I used to think Mother’s Day was a day strictly for my mother.
Then, when I got married, it was a day for my mom and mother-in-law.
And when I had two little boys of my own, it felt odd but also like I had “joined the club.”
Now I’m 34 and I’m absorbing the words of Brené Brown and Laura McKowen and Pema Chödrön and Holly Whitaker and Glennon Doyle and Emily Lynn Paulson and Elizabeth Gilbert and Laurie McAllister. I listen to their ideas, how they hold space for one another, and how well they mother one another and the world. Some of them are biological mothers and some of them are wisdom mothers and big picture mothers and some of them are all three.
These women, with their unique talents and boldly beautiful influences, have helped me realize this:
All women mother others.
Thank you to my one true and beautiful mother for serving as the body that grew me and birthed me, the one who roots for me and loves me.
To the mothering that happens on the periphery everywhere, thank you.
To the caregivers of our preschool babies, who mother our children every day after scrapes on the playground and tears during circle time.
To the second grade teacher who notices the pain in our eyes and does not ignore it.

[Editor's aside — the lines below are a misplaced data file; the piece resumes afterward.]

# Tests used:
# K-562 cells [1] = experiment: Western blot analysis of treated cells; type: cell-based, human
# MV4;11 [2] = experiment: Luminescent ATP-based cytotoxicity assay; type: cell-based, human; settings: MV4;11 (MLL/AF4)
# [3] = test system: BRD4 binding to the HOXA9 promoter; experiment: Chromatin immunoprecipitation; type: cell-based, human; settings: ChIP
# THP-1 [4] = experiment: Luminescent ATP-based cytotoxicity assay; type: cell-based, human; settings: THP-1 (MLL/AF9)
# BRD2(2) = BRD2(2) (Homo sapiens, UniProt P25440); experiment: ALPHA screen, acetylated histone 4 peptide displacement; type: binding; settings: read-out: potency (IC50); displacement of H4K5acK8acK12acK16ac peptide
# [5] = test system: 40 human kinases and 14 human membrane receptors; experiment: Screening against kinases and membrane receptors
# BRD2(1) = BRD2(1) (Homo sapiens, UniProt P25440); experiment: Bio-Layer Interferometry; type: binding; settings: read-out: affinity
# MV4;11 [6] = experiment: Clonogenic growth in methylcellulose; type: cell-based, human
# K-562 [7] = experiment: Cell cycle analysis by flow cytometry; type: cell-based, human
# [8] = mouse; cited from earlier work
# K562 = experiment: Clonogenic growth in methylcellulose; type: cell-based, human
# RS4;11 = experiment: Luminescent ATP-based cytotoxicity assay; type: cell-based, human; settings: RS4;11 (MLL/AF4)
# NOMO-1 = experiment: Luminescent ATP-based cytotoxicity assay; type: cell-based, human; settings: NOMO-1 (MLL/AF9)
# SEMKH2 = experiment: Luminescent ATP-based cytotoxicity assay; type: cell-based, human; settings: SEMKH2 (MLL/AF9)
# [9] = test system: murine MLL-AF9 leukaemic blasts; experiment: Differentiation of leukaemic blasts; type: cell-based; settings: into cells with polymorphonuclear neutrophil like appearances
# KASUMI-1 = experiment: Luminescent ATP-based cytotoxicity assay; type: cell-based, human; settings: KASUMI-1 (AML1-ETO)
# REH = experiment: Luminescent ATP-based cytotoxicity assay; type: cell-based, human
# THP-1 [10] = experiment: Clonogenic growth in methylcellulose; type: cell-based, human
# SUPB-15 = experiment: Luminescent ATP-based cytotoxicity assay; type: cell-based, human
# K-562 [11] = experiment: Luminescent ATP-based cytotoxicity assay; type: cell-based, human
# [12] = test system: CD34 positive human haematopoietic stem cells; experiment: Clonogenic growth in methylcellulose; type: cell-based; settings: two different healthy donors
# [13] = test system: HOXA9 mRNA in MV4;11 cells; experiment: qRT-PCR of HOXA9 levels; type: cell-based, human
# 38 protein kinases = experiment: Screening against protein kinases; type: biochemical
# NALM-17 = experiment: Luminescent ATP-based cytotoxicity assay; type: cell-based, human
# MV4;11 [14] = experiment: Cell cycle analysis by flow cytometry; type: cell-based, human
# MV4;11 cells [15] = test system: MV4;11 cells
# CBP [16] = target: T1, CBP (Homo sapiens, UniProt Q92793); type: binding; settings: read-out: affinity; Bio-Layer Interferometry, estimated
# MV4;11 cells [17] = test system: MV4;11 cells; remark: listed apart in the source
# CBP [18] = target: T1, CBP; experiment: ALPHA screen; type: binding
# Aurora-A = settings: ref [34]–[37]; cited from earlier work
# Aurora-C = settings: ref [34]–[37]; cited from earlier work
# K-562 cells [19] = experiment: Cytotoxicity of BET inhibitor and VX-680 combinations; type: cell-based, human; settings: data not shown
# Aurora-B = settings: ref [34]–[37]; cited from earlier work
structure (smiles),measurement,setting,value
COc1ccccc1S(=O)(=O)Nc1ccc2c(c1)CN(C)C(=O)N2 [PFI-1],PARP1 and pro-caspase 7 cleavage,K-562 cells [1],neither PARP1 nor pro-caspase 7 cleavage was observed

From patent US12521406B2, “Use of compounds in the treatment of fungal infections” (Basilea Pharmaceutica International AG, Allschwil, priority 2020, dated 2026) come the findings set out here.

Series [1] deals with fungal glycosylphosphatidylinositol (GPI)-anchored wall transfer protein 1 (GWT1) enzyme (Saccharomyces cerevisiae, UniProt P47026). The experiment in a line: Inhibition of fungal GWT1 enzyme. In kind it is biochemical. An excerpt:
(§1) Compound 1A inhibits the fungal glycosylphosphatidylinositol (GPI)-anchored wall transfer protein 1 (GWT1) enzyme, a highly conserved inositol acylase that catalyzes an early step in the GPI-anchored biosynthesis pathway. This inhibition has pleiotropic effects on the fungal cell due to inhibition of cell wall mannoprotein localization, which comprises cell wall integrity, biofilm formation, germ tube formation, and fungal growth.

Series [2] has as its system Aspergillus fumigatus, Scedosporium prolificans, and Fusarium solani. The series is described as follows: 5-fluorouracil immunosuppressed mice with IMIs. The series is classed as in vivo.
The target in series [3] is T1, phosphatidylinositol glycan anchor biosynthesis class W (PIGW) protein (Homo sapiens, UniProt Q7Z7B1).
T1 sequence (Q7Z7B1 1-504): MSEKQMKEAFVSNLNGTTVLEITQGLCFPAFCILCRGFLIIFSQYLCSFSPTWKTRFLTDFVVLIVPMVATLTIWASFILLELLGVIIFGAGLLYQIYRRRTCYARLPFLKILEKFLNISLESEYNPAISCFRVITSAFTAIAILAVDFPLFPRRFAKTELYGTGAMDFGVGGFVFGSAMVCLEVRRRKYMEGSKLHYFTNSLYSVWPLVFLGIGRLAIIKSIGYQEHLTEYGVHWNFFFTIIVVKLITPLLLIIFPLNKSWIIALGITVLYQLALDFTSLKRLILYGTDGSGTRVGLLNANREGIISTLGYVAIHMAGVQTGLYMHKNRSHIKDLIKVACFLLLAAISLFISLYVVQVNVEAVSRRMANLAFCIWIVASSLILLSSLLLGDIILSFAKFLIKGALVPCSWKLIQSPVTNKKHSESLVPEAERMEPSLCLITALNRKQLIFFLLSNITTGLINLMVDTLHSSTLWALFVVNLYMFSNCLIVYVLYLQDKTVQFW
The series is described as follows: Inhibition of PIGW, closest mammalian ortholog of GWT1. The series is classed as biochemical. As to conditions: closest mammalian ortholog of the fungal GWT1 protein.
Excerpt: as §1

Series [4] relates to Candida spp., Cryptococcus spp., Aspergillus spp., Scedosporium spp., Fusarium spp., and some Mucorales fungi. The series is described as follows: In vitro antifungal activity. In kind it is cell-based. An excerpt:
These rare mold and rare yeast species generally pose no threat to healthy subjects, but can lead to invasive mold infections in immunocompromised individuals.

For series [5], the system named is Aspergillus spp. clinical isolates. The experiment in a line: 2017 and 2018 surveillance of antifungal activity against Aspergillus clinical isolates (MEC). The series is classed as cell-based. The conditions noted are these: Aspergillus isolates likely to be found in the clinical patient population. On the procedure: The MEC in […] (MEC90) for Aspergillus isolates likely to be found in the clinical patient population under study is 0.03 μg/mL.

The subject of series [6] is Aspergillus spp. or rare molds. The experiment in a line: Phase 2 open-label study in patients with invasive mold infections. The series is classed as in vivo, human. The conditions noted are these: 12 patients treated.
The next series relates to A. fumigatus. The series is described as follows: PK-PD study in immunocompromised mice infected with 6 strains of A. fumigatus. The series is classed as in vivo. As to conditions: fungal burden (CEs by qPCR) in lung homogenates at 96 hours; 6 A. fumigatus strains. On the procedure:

To the sister who places their hands on our back and allows us to cry loudly when we suffer loss.
To the friend who will have the hard conversations.
To the college professors, who invite us into their home to throw bridal showers for students they barely know.
To the nurse hallway buddy, who points us to the break room to collect ourselves without saying a word, caring for our patients while we have a moment.
To the nurse educators who remember what it feels like to have both a broken back and a broken heart all at the same time.
To the physician who treats you as a true friend.
To the nurse practitioner who is your confidante, who can read you like a book and likes to read your books, too.
To the woman who sends you a card when you lose your dog of 13 years.
To the grandmother who used to write you letters and send them in the mail.
To the mother-in-law who blessed us with a wonderful partner.
To the woman who will share in the stories of pain that we are still processing.
To the aunt who points out the beauty in our surroundings.
To the grandmother who exemplifies the most pleasant manner in which to answer the telephone.
To the writer who bares her stories.
To the artist who dares to create.
To the woman who sees our fear for her pain and somehow finds it in herself to comfort us.
To the women who are sober.
To the women who are wondering if they want to be sober.
To the women who are not ignoring the ache inside themselves to contribute to the beauty and wholeness of the world.
To the women who are grateful for their current, but discontent in an unchanged future.
I lower my head in reverence to you all. You perform a mothering to the world that is unsurpassed in significance and value.
It is noticed, it is essential, and it will transform pain into meaning. Let us allow ourselves to feel all the emotions, use them, and inspire one another with our actions.
Happy Mother’s Day.